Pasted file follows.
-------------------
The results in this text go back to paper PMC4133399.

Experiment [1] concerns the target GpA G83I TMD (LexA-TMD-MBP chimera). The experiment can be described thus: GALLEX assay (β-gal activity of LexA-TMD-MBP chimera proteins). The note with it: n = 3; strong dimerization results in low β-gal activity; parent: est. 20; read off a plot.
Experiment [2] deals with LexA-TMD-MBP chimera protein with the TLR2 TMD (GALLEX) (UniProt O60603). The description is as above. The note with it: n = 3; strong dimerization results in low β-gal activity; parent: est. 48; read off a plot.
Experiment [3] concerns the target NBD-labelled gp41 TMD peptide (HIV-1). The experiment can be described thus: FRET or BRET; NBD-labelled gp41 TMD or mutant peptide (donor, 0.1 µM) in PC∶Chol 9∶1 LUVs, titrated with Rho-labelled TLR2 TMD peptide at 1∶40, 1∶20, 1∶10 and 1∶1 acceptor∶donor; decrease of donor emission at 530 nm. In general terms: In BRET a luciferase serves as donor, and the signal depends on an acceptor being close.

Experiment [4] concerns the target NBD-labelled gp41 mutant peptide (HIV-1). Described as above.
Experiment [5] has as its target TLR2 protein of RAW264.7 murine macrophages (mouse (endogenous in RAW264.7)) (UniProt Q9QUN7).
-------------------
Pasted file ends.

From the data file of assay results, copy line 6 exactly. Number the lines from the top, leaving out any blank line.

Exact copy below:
Experiment [5] has as its target TLR2 protein of RAW264.7 murine macrophages (mouse (endogenous in RAW264.7)) (UniProt Q9QUN7).